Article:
REVIEW: Lucinda Williams was suitably intimate at her solo gig at the Dakota Jazz Club.
"Wow this is really intimate," Lucinda Williams said as she took the tiny stage Sunday night at the sold-out Dakota Jazz Club for a rare solo acoustic singer-songwriter gig.
It turned out to be a wonderfully intimate performance. Williams was relaxed, friendly, confessional and uncompromising. It was exactly what her devoted fans had pined for under the circumstances.
Rock's poet laureate of pain presented 105 minutes of deeply enriching sad songs -- short stories, really -- on a snowy winter's night. The three-time Grammy winner demonstrated why Time magazine called her America's best songwriter in 2002. She is a songwriter's songwriter, with a poet's sensibility, a journalist's attention to detail and a novelist's storytelling skills.
This being an intimate evening, Williams, 58, was fairly talkative, often explaining the backstory of her songs. She separated the facts from fiction before singing "Pineola," the tale of a poet who committed suicide. She confessed that "Memphis Pearl" was an imagined story about a woman she saw Dumpster diving in Los Angeles, and that the unrecorded "Port Arthur" was about Janis Joplin.
And she blabbed all about the ex-lover who inspired "Metal Firecracker." It might have been TMI for the uninitiated but for her fans this was like sitting in her living room being serenaded by a master of sweet, sad songs.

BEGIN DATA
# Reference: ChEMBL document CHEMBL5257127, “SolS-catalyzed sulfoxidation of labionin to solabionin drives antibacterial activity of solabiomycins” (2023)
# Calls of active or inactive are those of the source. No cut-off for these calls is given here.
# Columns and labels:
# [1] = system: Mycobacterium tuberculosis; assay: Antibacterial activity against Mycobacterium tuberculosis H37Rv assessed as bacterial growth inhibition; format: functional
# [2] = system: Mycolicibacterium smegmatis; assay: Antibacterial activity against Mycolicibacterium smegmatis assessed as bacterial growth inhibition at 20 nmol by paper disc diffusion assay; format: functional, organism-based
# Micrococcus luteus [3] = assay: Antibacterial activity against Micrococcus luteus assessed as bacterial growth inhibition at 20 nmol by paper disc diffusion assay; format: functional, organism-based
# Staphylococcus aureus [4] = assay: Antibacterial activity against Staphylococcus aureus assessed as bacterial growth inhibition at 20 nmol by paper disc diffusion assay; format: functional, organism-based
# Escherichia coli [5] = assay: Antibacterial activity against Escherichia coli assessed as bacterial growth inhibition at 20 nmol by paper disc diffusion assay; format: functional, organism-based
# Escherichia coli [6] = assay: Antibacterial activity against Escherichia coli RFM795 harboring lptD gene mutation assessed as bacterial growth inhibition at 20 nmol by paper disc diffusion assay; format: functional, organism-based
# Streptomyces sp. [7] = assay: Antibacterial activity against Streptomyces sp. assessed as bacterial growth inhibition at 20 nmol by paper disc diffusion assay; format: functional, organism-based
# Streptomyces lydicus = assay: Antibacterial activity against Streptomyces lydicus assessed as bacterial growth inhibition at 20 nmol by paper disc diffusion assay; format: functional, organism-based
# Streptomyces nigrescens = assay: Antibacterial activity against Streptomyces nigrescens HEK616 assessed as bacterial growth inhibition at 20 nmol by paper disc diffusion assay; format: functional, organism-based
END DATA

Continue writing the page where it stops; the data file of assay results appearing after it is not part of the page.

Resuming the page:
Williams previewed six songs from her 10th studio album, "Blessed," due out on March 1. "Buttercup" was one of her typical scolding-of-a-bad-boy tunes. "Born to Be Loved" was a meditation on mankind's hard-luck people that could easily be interpreted as a love song. There's no doubt that Williams, who married Minnesotan Tom Overby in 2009 onstage at First Avenue, now has a wider range of emotions in her repertoire. Has a hymn ever sounded as dreamy as "Kiss Like Your Kiss" (which she dedicated to Overby)? Best of all may have been "Ugly Truth," with its sweet, gentle country melody and her voice so controlled but infused with quiet, graceful conviction.
On this, the second of 10 solo shows before she starts a tour with her band on March 4, Williams was in strikingly good voice. Her lazy Louisiana drawl sounded less gravelly, less weathered and, frankly, prettier than usual.
Near the end of her main set, Williams seemed to run out of steam, as she blew the lyrics on the wordy "Blessed" and had to start over. By then, even hard-core fans might have been wishing for a guitar sideman, who could accent and punctuate her songs the way Doug Pettibone had at their 2006 duo show at the O'Shaughnessy in St. Paul.
Those wishes were answered during the encore when Williams brought out her old buddy, Minnesota-bred guitarist Randy Weeks of Austin, Texas. His slide guitar enlivened the jaunty "Can't Let Go," the scathing, twangy "Change the Locks" and the scorching "Joy." They ranked with "Blue," her elegant ballad about loneliness, as the night's highlights.
There is no word if Weeks will be joining Williams for her Dakota concerts on Monday and Tuesday. But she does promise a new set list each night.